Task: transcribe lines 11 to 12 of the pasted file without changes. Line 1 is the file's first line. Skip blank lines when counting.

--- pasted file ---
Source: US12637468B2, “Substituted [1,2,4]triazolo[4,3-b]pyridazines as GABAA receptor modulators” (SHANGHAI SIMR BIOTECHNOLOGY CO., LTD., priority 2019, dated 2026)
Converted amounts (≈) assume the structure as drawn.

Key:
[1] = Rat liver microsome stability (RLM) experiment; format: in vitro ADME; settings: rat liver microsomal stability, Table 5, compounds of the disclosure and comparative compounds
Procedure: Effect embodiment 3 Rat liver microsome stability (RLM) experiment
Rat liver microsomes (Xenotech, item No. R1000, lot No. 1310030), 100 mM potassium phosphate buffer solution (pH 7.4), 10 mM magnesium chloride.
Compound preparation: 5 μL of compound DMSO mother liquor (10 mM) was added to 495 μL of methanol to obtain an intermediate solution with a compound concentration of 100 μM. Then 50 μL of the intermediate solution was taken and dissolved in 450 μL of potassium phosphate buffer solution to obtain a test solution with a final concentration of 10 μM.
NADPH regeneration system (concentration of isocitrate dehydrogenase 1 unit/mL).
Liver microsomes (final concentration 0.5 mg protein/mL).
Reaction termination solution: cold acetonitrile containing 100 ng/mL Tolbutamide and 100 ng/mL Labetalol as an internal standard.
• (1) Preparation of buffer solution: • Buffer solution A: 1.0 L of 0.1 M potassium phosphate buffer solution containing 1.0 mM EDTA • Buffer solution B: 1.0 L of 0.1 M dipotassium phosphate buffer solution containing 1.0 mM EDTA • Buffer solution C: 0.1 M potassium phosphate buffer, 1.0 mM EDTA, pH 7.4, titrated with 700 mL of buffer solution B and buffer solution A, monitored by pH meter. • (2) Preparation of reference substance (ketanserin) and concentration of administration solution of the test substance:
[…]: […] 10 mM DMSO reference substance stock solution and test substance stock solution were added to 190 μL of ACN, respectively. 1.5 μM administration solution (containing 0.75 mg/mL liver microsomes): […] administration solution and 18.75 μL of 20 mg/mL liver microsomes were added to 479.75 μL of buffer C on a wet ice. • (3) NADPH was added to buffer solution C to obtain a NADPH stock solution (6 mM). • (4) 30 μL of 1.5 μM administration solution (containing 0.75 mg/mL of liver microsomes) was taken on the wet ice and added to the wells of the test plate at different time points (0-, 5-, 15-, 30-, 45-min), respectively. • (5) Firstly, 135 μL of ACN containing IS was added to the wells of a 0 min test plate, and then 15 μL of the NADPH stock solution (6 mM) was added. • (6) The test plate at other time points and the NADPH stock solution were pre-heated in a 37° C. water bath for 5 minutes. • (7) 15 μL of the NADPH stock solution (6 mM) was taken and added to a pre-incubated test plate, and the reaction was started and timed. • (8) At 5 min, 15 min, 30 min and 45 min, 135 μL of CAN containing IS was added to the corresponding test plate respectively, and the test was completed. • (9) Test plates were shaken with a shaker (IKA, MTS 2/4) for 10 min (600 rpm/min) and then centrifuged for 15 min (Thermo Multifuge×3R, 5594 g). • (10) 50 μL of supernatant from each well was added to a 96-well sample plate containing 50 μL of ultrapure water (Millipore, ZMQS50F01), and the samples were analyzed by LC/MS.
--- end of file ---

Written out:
• (1) Preparation of buffer solution: • Buffer solution A: 1.0 L of 0.1 M potassium phosphate buffer solution containing 1.0 mM EDTA • Buffer solution B: 1.0 L of 0.1 M dipotassium phosphate buffer solution containing 1.0 mM EDTA • Buffer solution C: 0.1 M potassium phosphate buffer, 1.0 mM EDTA, pH 7.4, titrated with 700 mL of buffer solution B and buffer solution A, monitored by pH meter. • (2) Preparation of reference substance (ketanserin) and concentration of administration solution of the test substance:
[…]: […] 10 mM DMSO reference substance stock solution and test substance stock solution were added to 190 μL of ACN, respectively. 1.5 μM administration solution (containing 0.75 mg/mL liver microsomes): […] administration solution and 18.75 μL of 20 mg/mL liver microsomes were added to 479.75 μL of buffer C on a wet ice. • (3) NADPH was added to buffer solution C to obtain a NADPH stock solution (6 mM). • (4) 30 μL of 1.5 μM administration solution (containing 0.75 mg/mL of liver microsomes) was taken on the wet ice and added to the wells of the test plate at different time points (0-, 5-, 15-, 30-, 45-min), respectively. • (5) Firstly, 135 μL of ACN containing IS was added to the wells of a 0 min test plate, and then 15 μL of the NADPH stock solution (6 mM) was added. • (6) The test plate at other time points and the NADPH stock solution were pre-heated in a 37° C. water bath for 5 minutes. • (7) 15 μL of the NADPH stock solution (6 mM) was taken and added to a pre-incubated test plate, and the reaction was started and timed. • (8) At 5 min, 15 min, 30 min and 45 min, 135 μL of CAN containing IS was added to the corresponding test plate respectively, and the test was completed. • (9) Test plates were shaken with a shaker (IKA, MTS 2/4) for 10 min (600 rpm/min) and then centrifuged for 15 min (Thermo Multifuge×3R, 5594 g). • (10) 50 μL of supernatant from each well was added to a 96-well sample plate containing 50 μL of ultrapure water (Millipore, ZMQS50F01), and the samples were analyzed by LC/MS.